Samuel Paty: French Schoolgirl Lied, Leading to Islamist Beheading of Teacher

The girl admitted that she wrongly accused Paty of asking Muslim students to leave the room before showing the images of Prophet Muhammad in order to please her father.

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A 13-yaer-old French school student has confessed to lying about French history teacher Samuel Paty, which led to him being beheaded in an Islamist terror attack last year. Paty, 47, was beheaded in October after allegedly showing students cartoons of Prophet Muhammad, according to the girl's lawyer.

Following that, Paty was killed last October by a radical Chechen teenager. However, the unnamed girl has now admitted to police that she lied about being in the class and falsely accused Paty of asking Muslim children to leave the class while he showed the pictures. The latest twist in the tale might now change the entire course of investigation.

Lie of Death

Samuel Paty
Samuel Paty was beheaded by a radical Islamist teen on Oct. 16, 2020. Twitter

According to a report in the French newspaper Le Parisien, the girl, identified only as Z, admitted that she wrongly accused Paty of asking Muslim students to leave the room before showing the images of Prophet Muhammad. She said that she was not in class that day and did not see the cartoons.

The girl further admitted that she did it in order to please her father and because she "felt trapped in a spiral because her classmates had asked her to be a spokesperson," according o her lawyer. The girl reportedly told her father that she was suspended for two days after she challenged the teacher for sending Muslim students into the hall while he showed the blasphemous image.

The girl's father, who has also been charged in connection with the murder, had posted several incendiary videos on Facebook based on his daughter's claims which identified Paty.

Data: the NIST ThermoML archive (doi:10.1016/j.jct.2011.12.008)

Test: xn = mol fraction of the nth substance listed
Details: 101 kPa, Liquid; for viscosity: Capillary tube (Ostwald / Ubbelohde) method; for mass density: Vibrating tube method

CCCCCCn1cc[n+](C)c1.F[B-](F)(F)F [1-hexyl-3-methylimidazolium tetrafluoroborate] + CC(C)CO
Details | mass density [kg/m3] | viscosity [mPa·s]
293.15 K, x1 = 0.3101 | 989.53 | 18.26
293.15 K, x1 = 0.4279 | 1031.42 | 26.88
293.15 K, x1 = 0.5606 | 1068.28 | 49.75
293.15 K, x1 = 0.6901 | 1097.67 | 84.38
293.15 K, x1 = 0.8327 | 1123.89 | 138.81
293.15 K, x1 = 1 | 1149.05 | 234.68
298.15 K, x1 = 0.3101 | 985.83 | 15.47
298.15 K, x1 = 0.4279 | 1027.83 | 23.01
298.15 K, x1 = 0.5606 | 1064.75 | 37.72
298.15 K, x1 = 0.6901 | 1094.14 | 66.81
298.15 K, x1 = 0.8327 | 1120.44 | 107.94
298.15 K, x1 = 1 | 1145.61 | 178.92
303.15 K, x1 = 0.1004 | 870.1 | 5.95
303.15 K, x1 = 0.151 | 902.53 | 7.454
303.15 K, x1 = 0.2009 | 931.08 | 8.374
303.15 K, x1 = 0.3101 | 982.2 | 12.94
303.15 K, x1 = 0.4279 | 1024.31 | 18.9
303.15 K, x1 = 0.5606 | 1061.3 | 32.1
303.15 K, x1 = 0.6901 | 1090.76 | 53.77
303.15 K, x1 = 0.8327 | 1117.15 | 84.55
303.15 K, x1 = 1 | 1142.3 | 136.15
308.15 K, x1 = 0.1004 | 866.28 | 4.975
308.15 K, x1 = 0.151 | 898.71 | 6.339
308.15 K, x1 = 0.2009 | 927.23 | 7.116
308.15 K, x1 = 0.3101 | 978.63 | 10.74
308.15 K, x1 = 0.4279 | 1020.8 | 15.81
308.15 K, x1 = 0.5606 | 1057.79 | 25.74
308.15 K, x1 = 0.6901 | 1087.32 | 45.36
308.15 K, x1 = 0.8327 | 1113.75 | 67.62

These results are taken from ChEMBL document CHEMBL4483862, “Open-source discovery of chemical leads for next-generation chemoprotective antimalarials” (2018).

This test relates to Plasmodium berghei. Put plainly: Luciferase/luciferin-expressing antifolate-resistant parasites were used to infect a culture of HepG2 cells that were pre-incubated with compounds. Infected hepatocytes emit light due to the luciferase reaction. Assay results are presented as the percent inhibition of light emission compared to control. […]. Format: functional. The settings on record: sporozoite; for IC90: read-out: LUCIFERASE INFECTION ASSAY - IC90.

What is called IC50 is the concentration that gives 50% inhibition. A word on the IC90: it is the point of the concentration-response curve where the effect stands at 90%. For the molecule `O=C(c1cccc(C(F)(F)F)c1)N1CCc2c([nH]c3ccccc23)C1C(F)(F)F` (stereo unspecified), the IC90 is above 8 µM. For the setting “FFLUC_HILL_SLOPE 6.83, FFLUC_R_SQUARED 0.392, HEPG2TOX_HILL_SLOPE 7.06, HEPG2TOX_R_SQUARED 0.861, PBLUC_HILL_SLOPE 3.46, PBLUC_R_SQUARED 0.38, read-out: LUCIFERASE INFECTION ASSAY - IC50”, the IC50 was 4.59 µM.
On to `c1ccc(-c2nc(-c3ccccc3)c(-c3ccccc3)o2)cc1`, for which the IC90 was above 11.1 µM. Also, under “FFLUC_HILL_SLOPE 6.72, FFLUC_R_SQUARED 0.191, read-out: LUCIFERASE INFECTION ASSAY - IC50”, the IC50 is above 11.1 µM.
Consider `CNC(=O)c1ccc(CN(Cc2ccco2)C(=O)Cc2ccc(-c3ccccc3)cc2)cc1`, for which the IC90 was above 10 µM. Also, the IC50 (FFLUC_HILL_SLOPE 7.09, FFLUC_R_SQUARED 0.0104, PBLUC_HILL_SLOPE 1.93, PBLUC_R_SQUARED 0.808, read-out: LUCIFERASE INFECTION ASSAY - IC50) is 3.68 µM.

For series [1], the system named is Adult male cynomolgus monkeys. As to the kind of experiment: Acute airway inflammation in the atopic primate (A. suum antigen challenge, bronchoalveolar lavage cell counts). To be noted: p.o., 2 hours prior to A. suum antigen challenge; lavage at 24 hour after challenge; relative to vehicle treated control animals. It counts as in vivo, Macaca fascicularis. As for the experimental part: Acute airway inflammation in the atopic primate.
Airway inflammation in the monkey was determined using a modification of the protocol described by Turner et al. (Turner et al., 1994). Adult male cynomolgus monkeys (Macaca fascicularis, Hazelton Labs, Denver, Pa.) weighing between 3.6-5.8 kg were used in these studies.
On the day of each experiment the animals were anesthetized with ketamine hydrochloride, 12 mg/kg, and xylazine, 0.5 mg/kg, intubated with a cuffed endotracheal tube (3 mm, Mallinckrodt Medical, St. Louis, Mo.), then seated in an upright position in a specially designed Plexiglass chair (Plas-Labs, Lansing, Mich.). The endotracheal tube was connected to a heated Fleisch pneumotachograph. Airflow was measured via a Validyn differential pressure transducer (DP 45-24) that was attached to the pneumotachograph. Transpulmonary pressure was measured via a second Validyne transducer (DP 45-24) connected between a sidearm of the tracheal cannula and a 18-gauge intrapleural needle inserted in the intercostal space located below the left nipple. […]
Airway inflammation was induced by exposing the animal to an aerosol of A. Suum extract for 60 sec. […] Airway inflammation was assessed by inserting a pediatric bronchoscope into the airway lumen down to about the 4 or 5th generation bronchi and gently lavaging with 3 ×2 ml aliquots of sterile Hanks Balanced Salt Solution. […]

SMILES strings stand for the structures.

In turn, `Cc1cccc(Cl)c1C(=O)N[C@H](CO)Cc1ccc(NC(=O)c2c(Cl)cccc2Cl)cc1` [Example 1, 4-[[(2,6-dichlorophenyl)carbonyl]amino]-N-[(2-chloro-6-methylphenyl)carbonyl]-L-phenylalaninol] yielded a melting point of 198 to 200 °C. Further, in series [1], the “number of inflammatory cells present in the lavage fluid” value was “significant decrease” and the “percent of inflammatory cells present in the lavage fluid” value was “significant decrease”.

Early Signs of Lie

Murder (Representational Picture) Pxfuel

The girl's testimony at that time had sparked an online campaign against Paty. Finally, Paty was beheaded following public outrage in broad daylight by 18-year-old Abdullakh Anzorov, who was shot dead by police shortly after the attack.

Prosecutors said shortly after the killing that there was a "direct causal link" between the online incitement against Paty and his murder. Speaking on French radio on Tuesday, the Paty family's lawyer said the girl's family knew that she had not been in class on the day in question and why she had been suspended. "So to come and say now, sorry, I believed my daughter's lies, that's really weak," Virginie Le Roy told RTL radio.

The leaked testimony has now revealed that the girl was actually suspended the day before for failing to attend class and didn't want her father to know about the punishment, so she made up the story. Her lawyer, however, argued that the father should be the one blamed for the fallout due to his "excessive and disproportionate behavior," the Independent reported.

The killing of Paty shocked France and led to a fresh debate about freedom of speech, the integration of France's large Muslim population and the role of social media in whipping up hatred. The issue is particularly sensitive in France because of the decision by satirical magazine Charlie Hebdo to publish cartoons of the Prophet.

After Paty's murder, President Emmanuel Macron presented the teacher's family with the nation's highest honor, the Légion d'honneur.